Fedora 15 KDE – First Impressions

A long time Mandriva user, I was distro-hopping for the past 6 months. I tried openSUSE 11.3, 11.4 and Fedora 14 – all in their KDE avatars. I couldn’t wait to try Fedora 15, which was released this week. I downloaded the KDE Live CD and copied it onto a USB stick using Unetbootin (I hate booting from a CD/DVD since it is terribly slow). Fedora booted up in less than a minute on my 4-year-old laptop and presented me a clean, pretty and solid desktop. After playing around a while, I decided on replacing openSUSE 11.4 KDE with Fedora 15 KDE.

Why KDE?

The big question first. I tried the new GNOME 3 on Fedora 15 Beta. First, my laptop didn’t have enough graphics capability to load GNOME 3 and fell back to the GNOME 2.x style desktop. Second, when I tried it on my brother’s computer, I found myself clicking more than required and I hate clicking twice when once should have been sufficient. GNOME 3 isn’t for me. I am planning to spend more time with it later, to check if I can use it as per my liking.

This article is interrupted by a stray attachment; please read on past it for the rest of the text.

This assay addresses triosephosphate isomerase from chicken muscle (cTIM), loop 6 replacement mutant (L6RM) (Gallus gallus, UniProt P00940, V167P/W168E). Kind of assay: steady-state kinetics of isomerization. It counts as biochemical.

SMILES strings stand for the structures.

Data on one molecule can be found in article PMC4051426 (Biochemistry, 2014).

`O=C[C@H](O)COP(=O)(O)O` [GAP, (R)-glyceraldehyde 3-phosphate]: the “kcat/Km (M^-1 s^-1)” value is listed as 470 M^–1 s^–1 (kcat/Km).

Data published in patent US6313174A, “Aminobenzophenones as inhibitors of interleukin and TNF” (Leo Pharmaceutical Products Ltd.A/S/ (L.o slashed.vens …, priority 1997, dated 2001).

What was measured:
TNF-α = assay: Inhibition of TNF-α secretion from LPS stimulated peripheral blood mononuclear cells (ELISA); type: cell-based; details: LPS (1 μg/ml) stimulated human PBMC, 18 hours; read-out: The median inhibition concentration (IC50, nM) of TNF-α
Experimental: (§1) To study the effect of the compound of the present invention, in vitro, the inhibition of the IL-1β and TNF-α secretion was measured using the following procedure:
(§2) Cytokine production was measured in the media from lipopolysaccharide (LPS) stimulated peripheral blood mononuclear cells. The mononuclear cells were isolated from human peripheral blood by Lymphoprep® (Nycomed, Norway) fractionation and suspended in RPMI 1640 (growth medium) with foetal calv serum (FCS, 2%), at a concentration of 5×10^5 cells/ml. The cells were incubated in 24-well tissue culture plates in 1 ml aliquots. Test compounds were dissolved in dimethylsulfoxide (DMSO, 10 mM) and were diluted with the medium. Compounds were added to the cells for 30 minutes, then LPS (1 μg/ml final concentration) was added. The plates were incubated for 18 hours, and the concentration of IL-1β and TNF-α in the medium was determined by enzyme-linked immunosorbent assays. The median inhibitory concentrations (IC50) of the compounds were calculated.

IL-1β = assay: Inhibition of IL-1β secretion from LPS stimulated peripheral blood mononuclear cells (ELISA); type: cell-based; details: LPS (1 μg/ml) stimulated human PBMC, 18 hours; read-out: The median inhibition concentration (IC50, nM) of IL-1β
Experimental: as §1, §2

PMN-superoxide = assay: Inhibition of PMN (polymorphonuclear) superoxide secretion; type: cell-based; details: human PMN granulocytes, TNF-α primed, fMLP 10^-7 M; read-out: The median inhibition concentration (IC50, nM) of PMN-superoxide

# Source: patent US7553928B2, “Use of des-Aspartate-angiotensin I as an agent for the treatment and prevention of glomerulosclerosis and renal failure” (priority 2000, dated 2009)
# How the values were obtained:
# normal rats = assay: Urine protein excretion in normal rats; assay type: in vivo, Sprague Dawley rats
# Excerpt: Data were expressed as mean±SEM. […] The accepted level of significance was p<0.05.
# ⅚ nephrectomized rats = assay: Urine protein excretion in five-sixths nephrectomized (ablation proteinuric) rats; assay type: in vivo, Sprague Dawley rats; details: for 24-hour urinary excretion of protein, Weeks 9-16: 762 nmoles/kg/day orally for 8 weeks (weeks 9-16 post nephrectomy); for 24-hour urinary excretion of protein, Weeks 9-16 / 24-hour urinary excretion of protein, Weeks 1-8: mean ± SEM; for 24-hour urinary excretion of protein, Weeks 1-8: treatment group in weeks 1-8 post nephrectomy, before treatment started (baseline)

An old Dell Inspiron 6400 with Intel C2D T5300 @ 1.73 GHz, 2.5 GB RAM and 10 GB for the root and 10 GB for the home partition with a GB for swap. Windows Vista resides in a 25 GB partition and my data in another 60 GB one.


The installation from the USB drive took about 15 minutes. It was pretty straightforward with standard questions like language, time zone, disk partitioning, root password and the like. Just before installing the boot loader, a message “Resizing partition /dev/sda1” popped up and put my heart in my mouth, but nothing untoward happened in the end.

Boot up and Shutdown